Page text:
High-resolution reconstruction of atmospheric CO2 concentrations during the last interglacial based on the EDC ice core - PhDData

Access database of worldwide thesis

High-resolution reconstruction of atmospheric CO2 concentrations during the last interglacial based on the EDC ice core

The thesis was published by Borges da Silva, Lucas, in September 2022, University of Bern.


The successful reconstruction of past atmospheric CO2 concentrations from Antarctic ice
cores started in the early 1980s. Each newly published record is the product of painstaking
discrete measurements of hand-sized samples from ice cores that can reach more than 3
kilometers of depth. Hence, high-resolution reconstructions of CO2 are usually limited to a
specific window of time of the last 800 thousand years (800 ka). Using the EDC ice core,
we reconstructed atmospheric CO2 concentrations during Marine Isotope Stage 5 (MIS 5;
135–106 ka). The new dataset covers the penultimate deglaciation, the last interglacial, and
the last glacial inception in unprecedented centennial resolution. Our new record shows remarkably stable CO2 concentrations for ten thousand years during MIS 5e. Simultaneously,
a series of worldwide climatic changes took place, such as falling temperatures in the oceans
and over the poles, growing ice sheets, generalized climate instability in the Northern Hemisphere, and changes in the Earth’s orbital parameters. The lack of marked variability in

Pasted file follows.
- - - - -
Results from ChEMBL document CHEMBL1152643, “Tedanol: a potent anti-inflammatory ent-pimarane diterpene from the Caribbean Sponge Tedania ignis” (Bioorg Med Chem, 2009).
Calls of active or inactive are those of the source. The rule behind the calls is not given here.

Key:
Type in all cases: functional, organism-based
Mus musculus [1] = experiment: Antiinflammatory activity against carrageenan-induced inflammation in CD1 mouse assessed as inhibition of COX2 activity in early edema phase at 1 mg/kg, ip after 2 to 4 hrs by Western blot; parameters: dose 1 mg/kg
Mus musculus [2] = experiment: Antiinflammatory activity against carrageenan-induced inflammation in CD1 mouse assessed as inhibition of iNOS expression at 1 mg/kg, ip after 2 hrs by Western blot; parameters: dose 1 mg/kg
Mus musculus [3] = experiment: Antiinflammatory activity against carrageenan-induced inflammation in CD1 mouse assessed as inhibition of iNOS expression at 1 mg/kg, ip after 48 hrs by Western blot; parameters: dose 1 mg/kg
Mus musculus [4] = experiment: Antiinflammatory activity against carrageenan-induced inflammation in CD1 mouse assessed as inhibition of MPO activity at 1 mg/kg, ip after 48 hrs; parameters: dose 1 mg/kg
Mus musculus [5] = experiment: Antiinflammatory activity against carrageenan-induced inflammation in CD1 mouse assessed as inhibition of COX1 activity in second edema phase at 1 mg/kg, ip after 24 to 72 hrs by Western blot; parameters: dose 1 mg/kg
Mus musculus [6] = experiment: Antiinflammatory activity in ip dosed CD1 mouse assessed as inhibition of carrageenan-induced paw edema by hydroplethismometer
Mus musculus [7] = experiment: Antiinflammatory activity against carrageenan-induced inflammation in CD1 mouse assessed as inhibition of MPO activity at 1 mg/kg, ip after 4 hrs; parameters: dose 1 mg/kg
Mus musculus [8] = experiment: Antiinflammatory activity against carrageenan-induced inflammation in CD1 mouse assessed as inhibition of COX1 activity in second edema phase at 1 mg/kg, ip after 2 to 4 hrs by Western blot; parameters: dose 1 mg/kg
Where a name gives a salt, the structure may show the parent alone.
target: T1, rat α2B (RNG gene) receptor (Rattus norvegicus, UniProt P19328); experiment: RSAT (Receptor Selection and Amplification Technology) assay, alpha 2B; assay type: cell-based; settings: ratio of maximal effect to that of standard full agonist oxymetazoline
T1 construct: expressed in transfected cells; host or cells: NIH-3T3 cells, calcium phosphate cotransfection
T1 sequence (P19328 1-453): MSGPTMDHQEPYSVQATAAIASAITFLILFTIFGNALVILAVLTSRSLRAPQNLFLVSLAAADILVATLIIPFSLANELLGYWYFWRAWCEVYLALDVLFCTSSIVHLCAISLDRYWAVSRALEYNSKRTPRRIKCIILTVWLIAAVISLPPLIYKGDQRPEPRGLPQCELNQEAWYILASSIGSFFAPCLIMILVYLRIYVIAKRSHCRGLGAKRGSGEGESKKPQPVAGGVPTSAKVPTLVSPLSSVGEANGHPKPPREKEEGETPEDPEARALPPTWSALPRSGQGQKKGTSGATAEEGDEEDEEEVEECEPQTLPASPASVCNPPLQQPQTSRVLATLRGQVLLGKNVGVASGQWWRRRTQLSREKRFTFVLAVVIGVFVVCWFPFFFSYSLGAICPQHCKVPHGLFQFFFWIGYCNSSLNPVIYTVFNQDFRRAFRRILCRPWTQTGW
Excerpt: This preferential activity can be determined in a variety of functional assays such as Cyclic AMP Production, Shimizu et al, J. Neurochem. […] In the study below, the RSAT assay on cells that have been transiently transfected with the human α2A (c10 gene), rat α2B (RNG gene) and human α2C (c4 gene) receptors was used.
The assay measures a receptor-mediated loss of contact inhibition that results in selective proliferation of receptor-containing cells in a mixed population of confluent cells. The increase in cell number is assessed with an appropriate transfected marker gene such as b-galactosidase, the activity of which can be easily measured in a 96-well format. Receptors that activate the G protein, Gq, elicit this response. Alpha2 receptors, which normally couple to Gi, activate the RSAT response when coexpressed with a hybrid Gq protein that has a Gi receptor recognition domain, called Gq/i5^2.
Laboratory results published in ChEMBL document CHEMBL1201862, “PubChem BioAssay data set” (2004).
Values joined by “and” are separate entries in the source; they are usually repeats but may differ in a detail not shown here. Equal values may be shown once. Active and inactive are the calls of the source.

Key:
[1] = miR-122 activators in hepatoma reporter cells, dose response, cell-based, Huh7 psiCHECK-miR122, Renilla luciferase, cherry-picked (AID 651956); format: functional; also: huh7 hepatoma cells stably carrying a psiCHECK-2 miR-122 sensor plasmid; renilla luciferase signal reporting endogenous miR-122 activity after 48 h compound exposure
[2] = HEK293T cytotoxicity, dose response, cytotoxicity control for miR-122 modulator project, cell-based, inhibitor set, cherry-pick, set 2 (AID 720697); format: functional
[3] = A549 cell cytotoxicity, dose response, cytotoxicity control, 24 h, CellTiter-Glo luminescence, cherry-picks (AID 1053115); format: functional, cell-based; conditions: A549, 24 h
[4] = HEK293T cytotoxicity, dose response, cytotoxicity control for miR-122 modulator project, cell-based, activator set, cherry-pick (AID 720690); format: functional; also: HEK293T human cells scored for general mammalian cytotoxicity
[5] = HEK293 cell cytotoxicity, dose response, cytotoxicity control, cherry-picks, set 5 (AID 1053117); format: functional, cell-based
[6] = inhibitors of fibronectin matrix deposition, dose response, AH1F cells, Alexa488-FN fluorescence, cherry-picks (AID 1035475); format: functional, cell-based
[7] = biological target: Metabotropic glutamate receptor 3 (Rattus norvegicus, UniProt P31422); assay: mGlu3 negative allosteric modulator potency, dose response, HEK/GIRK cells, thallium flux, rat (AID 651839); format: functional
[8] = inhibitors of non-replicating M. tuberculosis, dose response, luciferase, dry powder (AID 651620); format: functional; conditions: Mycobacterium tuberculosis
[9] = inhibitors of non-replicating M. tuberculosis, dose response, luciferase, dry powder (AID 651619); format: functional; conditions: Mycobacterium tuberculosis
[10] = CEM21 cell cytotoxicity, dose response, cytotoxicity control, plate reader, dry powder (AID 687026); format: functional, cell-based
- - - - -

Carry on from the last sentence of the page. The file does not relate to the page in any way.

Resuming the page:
the CO2 record during this period can be explained by an unusual combination of dynamic
carbon fluxes and the lack of a suitable deep ocean storage reservoir. As enigmatic as the
plateau is the last glacial inception when CO2 suddenly drops from interglacial levels and
resumes its coupling with Antarctic temperature. We propose that a Northern Hemisphere
trigger sourced this threshold-like behavior.

Despite the centennial-scale resolution achieved with the MIS 5 record, we only tentatively interpret submillennial CO2 features. While building the dataset, we realized that
CO2 showed sharp oscillations between neighboring data points, too fast to be fingerprinted
by true atmospheric variability. Much of the ensuing work tackled the understanding of
CO2 fluctuations at the centimeter scale and how they affected our record. We concluded
that while the high resolution allowed the establishment of precisely timed slope changes,
individual fluctuations at the centennial scale were likely the result of fractionation effects
during the bubble enclosure process in the ice core.

The measurement device used to reconstruct CO2 at the University of Bern is the end
product of decades of accumulated knowledge on how to measure CO2 from ancient air
bubbles trapped in polar ice. The centrifugal ice microtome (CIM), continuously developed
and improved since 2008, is a dry-extraction technique with state-of-the-art precision and
high sample throughput. During this Ph.D., the implemented improvements regarding the
CIM related to statistical analysis of different potential sources of error. These finesses
allowed for a deeper understanding of the system’s intricacies and increased confidence when
interpreting its output concentrations.

Read the last PhD tips